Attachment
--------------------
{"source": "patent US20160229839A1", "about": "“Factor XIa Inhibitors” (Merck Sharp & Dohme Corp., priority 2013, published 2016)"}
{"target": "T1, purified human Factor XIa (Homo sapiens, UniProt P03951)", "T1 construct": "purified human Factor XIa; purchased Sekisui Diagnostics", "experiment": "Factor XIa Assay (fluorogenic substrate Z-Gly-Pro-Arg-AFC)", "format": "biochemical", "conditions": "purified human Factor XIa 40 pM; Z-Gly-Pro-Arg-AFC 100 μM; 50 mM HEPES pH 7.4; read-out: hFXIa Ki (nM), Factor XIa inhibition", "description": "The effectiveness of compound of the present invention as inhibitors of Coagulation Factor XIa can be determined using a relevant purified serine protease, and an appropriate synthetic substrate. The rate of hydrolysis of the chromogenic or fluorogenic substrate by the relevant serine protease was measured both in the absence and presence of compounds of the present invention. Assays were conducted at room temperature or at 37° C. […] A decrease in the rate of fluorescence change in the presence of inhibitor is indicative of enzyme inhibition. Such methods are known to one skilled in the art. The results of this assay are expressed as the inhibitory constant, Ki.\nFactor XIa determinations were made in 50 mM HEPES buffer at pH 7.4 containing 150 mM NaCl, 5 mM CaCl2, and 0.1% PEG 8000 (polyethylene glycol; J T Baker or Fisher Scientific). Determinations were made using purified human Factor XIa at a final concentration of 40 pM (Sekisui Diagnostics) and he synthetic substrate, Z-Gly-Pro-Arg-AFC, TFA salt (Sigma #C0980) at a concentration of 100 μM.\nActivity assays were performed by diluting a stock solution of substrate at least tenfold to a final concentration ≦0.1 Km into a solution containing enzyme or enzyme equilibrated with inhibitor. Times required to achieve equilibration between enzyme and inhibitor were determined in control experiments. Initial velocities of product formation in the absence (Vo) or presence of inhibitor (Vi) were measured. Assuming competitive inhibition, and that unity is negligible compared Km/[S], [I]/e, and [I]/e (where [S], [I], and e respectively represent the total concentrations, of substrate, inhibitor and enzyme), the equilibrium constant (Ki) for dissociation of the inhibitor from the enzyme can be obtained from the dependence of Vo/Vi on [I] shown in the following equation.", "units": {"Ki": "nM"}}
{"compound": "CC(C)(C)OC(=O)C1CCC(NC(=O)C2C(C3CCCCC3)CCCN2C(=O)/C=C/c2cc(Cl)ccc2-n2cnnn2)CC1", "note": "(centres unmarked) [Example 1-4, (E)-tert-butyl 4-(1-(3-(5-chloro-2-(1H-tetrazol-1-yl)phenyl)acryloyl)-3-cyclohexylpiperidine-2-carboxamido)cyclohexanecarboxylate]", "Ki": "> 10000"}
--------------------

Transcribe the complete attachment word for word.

{"source": "patent US20160229839A1", "about": "“Factor XIa Inhibitors” (Merck Sharp & Dohme Corp., priority 2013, published 2016)"}
{"target": "T1, purified human Factor XIa (Homo sapiens, UniProt P03951)", "T1 construct": "purified human Factor XIa; purchased Sekisui Diagnostics", "experiment": "Factor XIa Assay (fluorogenic substrate Z-Gly-Pro-Arg-AFC)", "format": "biochemical", "conditions": "purified human Factor XIa 40 pM; Z-Gly-Pro-Arg-AFC 100 μM; 50 mM HEPES pH 7.4; read-out: hFXIa Ki (nM), Factor XIa inhibition", "description": "The effectiveness of compound of the present invention as inhibitors of Coagulation Factor XIa can be determined using a relevant purified serine protease, and an appropriate synthetic substrate. The rate of hydrolysis of the chromogenic or fluorogenic substrate by the relevant serine protease was measured both in the absence and presence of compounds of the present invention. Assays were conducted at room temperature or at 37° C. […] A decrease in the rate of fluorescence change in the presence of inhibitor is indicative of enzyme inhibition. Such methods are known to one skilled in the art. The results of this assay are expressed as the inhibitory constant, Ki.\nFactor XIa determinations were made in 50 mM HEPES buffer at pH 7.4 containing 150 mM NaCl, 5 mM CaCl2, and 0.1% PEG 8000 (polyethylene glycol; J T Baker or Fisher Scientific). Determinations were made using purified human Factor XIa at a final concentration of 40 pM (Sekisui Diagnostics) and he synthetic substrate, Z-Gly-Pro-Arg-AFC, TFA salt (Sigma #C0980) at a concentration of 100 μM.\nActivity assays were performed by diluting a stock solution of substrate at least tenfold to a final concentration ≦0.1 Km into a solution containing enzyme or enzyme equilibrated with inhibitor. Times required to achieve equilibration between enzyme and inhibitor were determined in control experiments. Initial velocities of product formation in the absence (Vo) or presence of inhibitor (Vi) were measured. Assuming competitive inhibition, and that unity is negligible compared Km/[S], [I]/e, and [I]/e (where [S], [I], and e respectively represent the total concentrations, of substrate, inhibitor and enzyme), the equilibrium constant (Ki) for dissociation of the inhibitor from the enzyme can be obtained from the dependence of Vo/Vi on [I] shown in the following equation.", "units": {"Ki": "nM"}}
{"compound": "CC(C)(C)OC(=O)C1CCC(NC(=O)C2C(C3CCCCC3)CCCN2C(=O)/C=C/c2cc(Cl)ccc2-n2cnnn2)CC1", "note": "(centres unmarked) [Example 1-4, (E)-tert-butyl 4-(1-(3-(5-chloro-2-(1H-tetrazol-1-yl)phenyl)acryloyl)-3-cyclohexylpiperidine-2-carboxamido)cyclohexanecarboxylate]", "Ki": "> 10000"}